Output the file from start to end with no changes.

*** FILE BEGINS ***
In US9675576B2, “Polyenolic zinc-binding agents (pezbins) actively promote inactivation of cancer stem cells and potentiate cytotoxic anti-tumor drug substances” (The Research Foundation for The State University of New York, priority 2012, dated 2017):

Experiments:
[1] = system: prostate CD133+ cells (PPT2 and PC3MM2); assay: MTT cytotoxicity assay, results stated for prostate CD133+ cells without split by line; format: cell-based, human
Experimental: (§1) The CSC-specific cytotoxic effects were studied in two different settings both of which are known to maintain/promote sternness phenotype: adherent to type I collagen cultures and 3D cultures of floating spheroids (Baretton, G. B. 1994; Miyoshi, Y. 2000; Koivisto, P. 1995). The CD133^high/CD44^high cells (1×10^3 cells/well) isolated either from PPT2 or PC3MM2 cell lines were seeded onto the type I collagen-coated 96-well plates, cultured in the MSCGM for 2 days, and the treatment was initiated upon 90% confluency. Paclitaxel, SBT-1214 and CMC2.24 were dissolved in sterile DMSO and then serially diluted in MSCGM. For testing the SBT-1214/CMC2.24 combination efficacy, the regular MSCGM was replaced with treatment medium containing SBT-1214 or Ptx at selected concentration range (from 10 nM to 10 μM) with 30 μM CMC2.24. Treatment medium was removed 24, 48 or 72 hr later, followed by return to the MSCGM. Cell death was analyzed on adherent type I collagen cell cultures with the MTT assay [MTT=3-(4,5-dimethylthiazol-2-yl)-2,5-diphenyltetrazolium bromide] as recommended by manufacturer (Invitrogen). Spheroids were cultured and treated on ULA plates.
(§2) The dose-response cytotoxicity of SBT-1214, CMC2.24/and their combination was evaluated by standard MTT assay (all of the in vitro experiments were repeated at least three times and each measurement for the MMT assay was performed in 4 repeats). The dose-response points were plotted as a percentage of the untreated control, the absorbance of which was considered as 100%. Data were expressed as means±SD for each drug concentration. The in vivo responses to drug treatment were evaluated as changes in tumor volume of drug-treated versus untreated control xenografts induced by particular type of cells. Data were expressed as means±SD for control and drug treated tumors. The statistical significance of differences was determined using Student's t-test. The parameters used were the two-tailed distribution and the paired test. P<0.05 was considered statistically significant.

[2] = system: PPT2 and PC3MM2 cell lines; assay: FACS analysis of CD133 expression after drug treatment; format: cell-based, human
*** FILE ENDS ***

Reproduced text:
In US9675576B2, “Polyenolic zinc-binding agents (pezbins) actively promote inactivation of cancer stem cells and potentiate cytotoxic anti-tumor drug substances” (The Research Foundation for The State University of New York, priority 2012, dated 2017):

Experiments:
[1] = system: prostate CD133+ cells (PPT2 and PC3MM2); assay: MTT cytotoxicity assay, results stated for prostate CD133+ cells without split by line; format: cell-based, human
Experimental: (§1) The CSC-specific cytotoxic effects were studied in two different settings both of which are known to maintain/promote sternness phenotype: adherent to type I collagen cultures and 3D cultures of floating spheroids (Baretton, G. B. 1994; Miyoshi, Y. 2000; Koivisto, P. 1995). The CD133^high/CD44^high cells (1×10^3 cells/well) isolated either from PPT2 or PC3MM2 cell lines were seeded onto the type I collagen-coated 96-well plates, cultured in the MSCGM for 2 days, and the treatment was initiated upon 90% confluency. Paclitaxel, SBT-1214 and CMC2.24 were dissolved in sterile DMSO and then serially diluted in MSCGM. For testing the SBT-1214/CMC2.24 combination efficacy, the regular MSCGM was replaced with treatment medium containing SBT-1214 or Ptx at selected concentration range (from 10 nM to 10 μM) with 30 μM CMC2.24. Treatment medium was removed 24, 48 or 72 hr later, followed by return to the MSCGM. Cell death was analyzed on adherent type I collagen cell cultures with the MTT assay [MTT=3-(4,5-dimethylthiazol-2-yl)-2,5-diphenyltetrazolium bromide] as recommended by manufacturer (Invitrogen). Spheroids were cultured and treated on ULA plates.
(§2) The dose-response cytotoxicity of SBT-1214, CMC2.24/and their combination was evaluated by standard MTT assay (all of the in vitro experiments were repeated at least three times and each measurement for the MMT assay was performed in 4 repeats). The dose-response points were plotted as a percentage of the untreated control, the absorbance of which was considered as 100%. Data were expressed as means±SD for each drug concentration. The in vivo responses to drug treatment were evaluated as changes in tumor volume of drug-treated versus untreated control xenografts induced by particular type of cells. Data were expressed as means±SD for control and drug treated tumors. The statistical significance of differences was determined using Student's t-test. The parameters used were the two-tailed distribution and the paired test. P<0.05 was considered statistically significant.

[2] = system: PPT2 and PC3MM2 cell lines; assay: FACS analysis of CD133 expression after drug treatment; format: cell-based, human